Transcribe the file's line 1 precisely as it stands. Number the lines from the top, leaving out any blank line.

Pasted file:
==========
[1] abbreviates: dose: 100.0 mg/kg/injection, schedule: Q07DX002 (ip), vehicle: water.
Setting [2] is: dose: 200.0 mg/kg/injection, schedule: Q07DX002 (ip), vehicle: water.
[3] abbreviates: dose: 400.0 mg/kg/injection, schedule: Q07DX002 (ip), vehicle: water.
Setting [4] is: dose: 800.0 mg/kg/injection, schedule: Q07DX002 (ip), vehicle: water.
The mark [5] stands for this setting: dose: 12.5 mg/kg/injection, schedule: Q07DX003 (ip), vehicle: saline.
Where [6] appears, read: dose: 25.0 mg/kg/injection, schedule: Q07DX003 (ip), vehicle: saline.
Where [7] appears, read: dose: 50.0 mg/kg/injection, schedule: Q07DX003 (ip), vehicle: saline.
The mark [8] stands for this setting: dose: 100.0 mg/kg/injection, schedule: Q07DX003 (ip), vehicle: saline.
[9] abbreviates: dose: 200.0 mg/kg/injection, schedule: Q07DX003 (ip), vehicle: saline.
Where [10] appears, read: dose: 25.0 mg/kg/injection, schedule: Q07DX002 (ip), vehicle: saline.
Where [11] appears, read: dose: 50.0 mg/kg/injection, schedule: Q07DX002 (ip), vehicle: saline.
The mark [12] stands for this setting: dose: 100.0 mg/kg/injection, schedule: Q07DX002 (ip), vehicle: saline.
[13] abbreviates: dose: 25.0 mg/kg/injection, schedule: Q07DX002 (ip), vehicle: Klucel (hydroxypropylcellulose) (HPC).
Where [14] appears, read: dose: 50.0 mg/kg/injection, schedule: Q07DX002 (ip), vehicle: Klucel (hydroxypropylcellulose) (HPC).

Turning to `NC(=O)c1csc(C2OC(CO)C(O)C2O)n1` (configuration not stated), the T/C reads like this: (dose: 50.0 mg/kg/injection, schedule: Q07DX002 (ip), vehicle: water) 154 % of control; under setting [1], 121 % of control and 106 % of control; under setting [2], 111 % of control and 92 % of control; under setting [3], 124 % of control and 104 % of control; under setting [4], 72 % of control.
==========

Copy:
[1] abbreviates: dose: 100.0 mg/kg/injection, schedule: Q07DX002 (ip), vehicle: water.